Wayland Tavras is a wicked old soul

                        With his smile so grim and his heart so cold

                        He dwells in the darkest part of men's minds

                        And preys on whatever he happens to find




                                  Chapter Nine




            Wayland Tavras was arguably the most powerful psionicist to ever travel the spacelanes, so it wasn't surprising that the Storyteller would include a stanza about him.  What was surprising was how quickly the Storyteller formed his opinion of Tavras.

            Ordinarily the Storyteller would interview the people he wrote about, spending hours just talking to them.  Tavras was different.  The Storyteller just looked at him, once, across a crowded room, and immediately scribbled down the verse.  They never so much as exchanged words.

            Someone once asked the Storyteller why he used Tavras's real name.  After all, he had dubbed Ji'llenhaiensha'rensesserett Diamond Jill, and Reanyn Al'Nuoth the Wayfarer.  He'd simply shrugged and said that Tavras's name fit him better than any nickname ever could.  In fact, of all the people and places he had seen, the Storyteller maintained that Wayland Tavras was the most colorless.

            The Storyteller was not kind to Tavras.  Perhaps he didn't like the man personally.  Perhaps he didn't like psionicists in general.

            Whatever the case, Tavras never took offense.  In fact he rather enjoyed the sinister reputation the Storyteller had given him.  He liked the idea of being mysterious and intimidating anyway - it kept people slightly off balance - and in one simple verse the Storyteller had made him into a man to be both feared and respected.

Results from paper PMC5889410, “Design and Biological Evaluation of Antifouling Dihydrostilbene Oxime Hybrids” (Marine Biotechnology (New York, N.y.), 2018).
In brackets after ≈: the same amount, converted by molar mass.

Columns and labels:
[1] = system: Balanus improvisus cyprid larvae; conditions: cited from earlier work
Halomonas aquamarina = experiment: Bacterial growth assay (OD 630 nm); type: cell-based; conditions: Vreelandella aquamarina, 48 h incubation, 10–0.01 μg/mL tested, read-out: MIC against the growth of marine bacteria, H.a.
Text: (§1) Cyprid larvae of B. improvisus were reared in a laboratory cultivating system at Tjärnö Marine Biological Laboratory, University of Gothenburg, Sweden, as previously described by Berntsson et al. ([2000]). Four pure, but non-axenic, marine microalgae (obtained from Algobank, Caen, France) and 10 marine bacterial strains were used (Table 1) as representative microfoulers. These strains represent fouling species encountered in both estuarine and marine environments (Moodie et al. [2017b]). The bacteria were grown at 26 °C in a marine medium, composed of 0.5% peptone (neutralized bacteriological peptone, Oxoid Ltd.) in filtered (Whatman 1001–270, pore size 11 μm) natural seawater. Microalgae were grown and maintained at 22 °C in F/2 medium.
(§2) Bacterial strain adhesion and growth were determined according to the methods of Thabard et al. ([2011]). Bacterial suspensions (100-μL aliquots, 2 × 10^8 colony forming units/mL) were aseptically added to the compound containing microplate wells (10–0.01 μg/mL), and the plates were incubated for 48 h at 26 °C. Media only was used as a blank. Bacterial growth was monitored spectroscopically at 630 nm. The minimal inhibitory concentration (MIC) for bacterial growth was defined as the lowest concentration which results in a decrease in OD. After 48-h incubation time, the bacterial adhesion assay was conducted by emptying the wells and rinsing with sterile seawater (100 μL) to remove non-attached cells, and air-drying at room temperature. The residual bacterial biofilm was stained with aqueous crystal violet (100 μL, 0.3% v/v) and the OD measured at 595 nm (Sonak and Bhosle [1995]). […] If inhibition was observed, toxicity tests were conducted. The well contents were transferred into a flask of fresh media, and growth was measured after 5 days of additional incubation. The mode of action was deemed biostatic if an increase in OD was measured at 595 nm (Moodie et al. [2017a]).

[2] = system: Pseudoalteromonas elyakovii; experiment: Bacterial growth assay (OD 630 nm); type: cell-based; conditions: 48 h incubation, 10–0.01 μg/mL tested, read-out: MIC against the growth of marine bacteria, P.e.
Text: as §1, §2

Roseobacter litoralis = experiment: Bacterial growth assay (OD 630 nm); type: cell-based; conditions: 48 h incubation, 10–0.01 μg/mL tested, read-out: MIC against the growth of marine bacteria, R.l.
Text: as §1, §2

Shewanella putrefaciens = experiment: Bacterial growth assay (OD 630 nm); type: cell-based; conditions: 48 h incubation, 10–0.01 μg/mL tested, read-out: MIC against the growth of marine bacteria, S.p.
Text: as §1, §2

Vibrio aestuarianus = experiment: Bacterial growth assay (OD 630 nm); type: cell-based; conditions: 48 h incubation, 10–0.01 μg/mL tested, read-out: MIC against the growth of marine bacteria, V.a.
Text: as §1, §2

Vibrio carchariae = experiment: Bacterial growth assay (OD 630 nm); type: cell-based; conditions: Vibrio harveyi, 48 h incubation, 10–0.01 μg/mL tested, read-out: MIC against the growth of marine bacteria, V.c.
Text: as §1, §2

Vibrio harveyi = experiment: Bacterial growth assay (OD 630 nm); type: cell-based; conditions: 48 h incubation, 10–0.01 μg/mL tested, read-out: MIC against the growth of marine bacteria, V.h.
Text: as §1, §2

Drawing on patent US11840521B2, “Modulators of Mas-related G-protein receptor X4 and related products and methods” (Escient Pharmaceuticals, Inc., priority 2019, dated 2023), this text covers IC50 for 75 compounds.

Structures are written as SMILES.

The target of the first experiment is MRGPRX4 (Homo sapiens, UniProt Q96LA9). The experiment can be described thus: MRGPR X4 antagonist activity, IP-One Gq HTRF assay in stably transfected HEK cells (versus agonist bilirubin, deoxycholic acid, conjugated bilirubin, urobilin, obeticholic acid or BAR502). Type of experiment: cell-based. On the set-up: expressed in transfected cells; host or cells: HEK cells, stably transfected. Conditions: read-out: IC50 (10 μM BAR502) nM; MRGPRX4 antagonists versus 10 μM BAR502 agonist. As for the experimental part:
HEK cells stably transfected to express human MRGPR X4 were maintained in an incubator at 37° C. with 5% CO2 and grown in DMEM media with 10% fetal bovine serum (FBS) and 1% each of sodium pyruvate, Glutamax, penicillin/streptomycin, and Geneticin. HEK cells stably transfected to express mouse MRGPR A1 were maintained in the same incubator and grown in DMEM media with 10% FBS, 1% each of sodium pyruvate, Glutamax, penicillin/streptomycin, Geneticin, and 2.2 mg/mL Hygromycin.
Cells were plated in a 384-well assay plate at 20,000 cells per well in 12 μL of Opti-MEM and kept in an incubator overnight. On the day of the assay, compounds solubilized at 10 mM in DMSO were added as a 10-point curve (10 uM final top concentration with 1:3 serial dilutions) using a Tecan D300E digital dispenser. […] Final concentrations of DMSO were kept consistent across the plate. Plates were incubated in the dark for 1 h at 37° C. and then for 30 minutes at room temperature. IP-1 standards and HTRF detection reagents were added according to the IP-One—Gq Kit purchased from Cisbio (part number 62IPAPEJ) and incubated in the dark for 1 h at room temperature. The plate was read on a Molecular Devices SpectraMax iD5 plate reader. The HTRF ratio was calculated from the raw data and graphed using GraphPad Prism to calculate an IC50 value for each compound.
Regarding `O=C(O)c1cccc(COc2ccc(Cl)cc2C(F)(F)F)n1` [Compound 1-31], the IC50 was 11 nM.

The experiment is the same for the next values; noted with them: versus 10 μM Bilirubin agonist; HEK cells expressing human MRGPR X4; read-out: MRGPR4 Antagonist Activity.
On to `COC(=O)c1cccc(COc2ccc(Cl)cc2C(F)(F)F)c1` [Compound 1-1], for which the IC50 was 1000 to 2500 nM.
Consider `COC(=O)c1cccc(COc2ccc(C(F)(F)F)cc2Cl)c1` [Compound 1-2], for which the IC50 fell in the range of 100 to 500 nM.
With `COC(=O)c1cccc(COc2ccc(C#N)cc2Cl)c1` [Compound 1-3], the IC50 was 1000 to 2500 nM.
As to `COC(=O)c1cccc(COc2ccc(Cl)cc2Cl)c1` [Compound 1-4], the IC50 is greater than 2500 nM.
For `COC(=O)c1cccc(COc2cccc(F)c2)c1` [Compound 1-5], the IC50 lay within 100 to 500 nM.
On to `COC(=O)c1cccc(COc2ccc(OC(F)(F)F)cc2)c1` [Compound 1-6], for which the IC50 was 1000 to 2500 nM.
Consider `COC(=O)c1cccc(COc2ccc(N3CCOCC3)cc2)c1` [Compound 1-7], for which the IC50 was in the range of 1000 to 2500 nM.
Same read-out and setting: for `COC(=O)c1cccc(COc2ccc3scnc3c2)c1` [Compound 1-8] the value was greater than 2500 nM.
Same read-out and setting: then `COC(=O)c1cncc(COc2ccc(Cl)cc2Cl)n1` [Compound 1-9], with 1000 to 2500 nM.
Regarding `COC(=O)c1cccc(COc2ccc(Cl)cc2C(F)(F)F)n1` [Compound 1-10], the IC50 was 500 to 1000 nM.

If Reanyn was impressed, however, he didn't show it.

            "So, Wayfarer, do we have a deal?"

            Reanyn shook his head.  "I don't think so.  You have nothing to offer me."

            "I can be useful."

            "Not to me."  Reanyn stood, looking at Tianna.  "You said you would release her from whatever it is you did.  Please do so.  We have a long journey ahead of us."

            Tavras glanced at the elven girl.  "I have already done so."

            Reanyn was unconvinced.  "She doesn't look any better to me."

            Tavras shrugged.  "I refocused her attention away from what was happening here.  It will take her some time to focus again.  I assure you I wasn't holding her against her will."

            "You were controlling her will," Reanyn pointed out.  "She probably couldn't even think of leaving."

            Tavras chuckled.  "There is that.  Incidentally, since my arguments haven't swayed you, may I at least ask you a question?"

            "Depends on the question."

            Tavras leaned back, steepling his fingers.  "Most people have a certain... reaction to me.  They wonder if I haven't been playing around with their minds.  Psionicists, by and far, have that reputation.  Aren't you just the least bit concerned that I might do to you what I did to her?"

            "I'd be surprised if you hadn't already tried.  I have safeguarded myself against psionic meddling."

            Tavras was surprised.  "You have some talent, then?"

            Reanyn shook his head.  "Just some practical sense.  I keep a star jewel on my person at all times."  A starjewel was a tiny diamond-like jewel which flickered with inner light.  When worn in contact with the skin, a starjewel prevented telepathic attacks of all kinds.  No-one knew where the tiny gems came from or how they were made (even the Arcane couldn't get their hands on them) although it was speculated they were the end result of collapsing fireworlds.  They were priceless of course, and so rare that there  were only ten or eleven known to exist in the entire multiverse.